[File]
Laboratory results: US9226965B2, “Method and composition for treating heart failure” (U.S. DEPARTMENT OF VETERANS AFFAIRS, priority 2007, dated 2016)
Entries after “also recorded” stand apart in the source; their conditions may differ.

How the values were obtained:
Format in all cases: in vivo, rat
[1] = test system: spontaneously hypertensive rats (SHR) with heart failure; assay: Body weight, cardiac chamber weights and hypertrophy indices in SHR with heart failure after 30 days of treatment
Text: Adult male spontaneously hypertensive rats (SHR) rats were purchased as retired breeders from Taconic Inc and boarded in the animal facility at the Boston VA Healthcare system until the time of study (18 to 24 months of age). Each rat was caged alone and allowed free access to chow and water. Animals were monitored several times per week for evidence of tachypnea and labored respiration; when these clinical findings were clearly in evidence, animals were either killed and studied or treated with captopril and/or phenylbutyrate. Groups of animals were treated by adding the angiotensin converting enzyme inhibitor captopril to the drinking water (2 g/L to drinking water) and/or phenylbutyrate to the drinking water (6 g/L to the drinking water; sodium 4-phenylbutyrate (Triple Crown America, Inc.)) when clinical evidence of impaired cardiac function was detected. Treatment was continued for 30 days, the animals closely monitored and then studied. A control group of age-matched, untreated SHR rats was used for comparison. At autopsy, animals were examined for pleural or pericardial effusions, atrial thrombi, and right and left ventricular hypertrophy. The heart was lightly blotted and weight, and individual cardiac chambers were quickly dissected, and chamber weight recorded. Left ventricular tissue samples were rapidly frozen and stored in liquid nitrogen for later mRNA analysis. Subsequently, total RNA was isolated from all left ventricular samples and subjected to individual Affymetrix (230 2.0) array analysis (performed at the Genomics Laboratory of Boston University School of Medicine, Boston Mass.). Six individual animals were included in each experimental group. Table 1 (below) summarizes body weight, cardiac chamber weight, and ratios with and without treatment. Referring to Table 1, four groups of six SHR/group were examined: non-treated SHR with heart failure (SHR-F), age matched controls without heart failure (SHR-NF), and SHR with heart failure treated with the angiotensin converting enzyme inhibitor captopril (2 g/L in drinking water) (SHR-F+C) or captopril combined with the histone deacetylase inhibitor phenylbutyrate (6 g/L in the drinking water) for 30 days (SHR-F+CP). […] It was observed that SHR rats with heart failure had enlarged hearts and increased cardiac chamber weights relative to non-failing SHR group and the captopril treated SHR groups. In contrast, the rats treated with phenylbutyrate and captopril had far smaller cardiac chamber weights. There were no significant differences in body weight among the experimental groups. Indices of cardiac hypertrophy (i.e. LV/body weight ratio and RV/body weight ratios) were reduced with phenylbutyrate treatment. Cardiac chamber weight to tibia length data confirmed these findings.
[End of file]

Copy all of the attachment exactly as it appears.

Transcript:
Laboratory results: US9226965B2, “Method and composition for treating heart failure” (U.S. DEPARTMENT OF VETERANS AFFAIRS, priority 2007, dated 2016)
Entries after “also recorded” stand apart in the source; their conditions may differ.

How the values were obtained:
Format in all cases: in vivo, rat
[1] = test system: spontaneously hypertensive rats (SHR) with heart failure; assay: Body weight, cardiac chamber weights and hypertrophy indices in SHR with heart failure after 30 days of treatment
Text: Adult male spontaneously hypertensive rats (SHR) rats were purchased as retired breeders from Taconic Inc and boarded in the animal facility at the Boston VA Healthcare system until the time of study (18 to 24 months of age). Each rat was caged alone and allowed free access to chow and water. Animals were monitored several times per week for evidence of tachypnea and labored respiration; when these clinical findings were clearly in evidence, animals were either killed and studied or treated with captopril and/or phenylbutyrate. Groups of animals were treated by adding the angiotensin converting enzyme inhibitor captopril to the drinking water (2 g/L to drinking water) and/or phenylbutyrate to the drinking water (6 g/L to the drinking water; sodium 4-phenylbutyrate (Triple Crown America, Inc.)) when clinical evidence of impaired cardiac function was detected. Treatment was continued for 30 days, the animals closely monitored and then studied. A control group of age-matched, untreated SHR rats was used for comparison. At autopsy, animals were examined for pleural or pericardial effusions, atrial thrombi, and right and left ventricular hypertrophy. The heart was lightly blotted and weight, and individual cardiac chambers were quickly dissected, and chamber weight recorded. Left ventricular tissue samples were rapidly frozen and stored in liquid nitrogen for later mRNA analysis. Subsequently, total RNA was isolated from all left ventricular samples and subjected to individual Affymetrix (230 2.0) array analysis (performed at the Genomics Laboratory of Boston University School of Medicine, Boston Mass.). Six individual animals were included in each experimental group. Table 1 (below) summarizes body weight, cardiac chamber weight, and ratios with and without treatment. Referring to Table 1, four groups of six SHR/group were examined: non-treated SHR with heart failure (SHR-F), age matched controls without heart failure (SHR-NF), and SHR with heart failure treated with the angiotensin converting enzyme inhibitor captopril (2 g/L in drinking water) (SHR-F+C) or captopril combined with the histone deacetylase inhibitor phenylbutyrate (6 g/L in the drinking water) for 30 days (SHR-F+CP). […] It was observed that SHR rats with heart failure had enlarged hearts and increased cardiac chamber weights relative to non-failing SHR group and the captopril treated SHR groups. In contrast, the rats treated with phenylbutyrate and captopril had far smaller cardiac chamber weights. There were no significant differences in body weight among the experimental groups. Indices of cardiac hypertrophy (i.e. LV/body weight ratio and RV/body weight ratios) were reduced with phenylbutyrate treatment. Cardiac chamber weight to tibia length data confirmed these findings.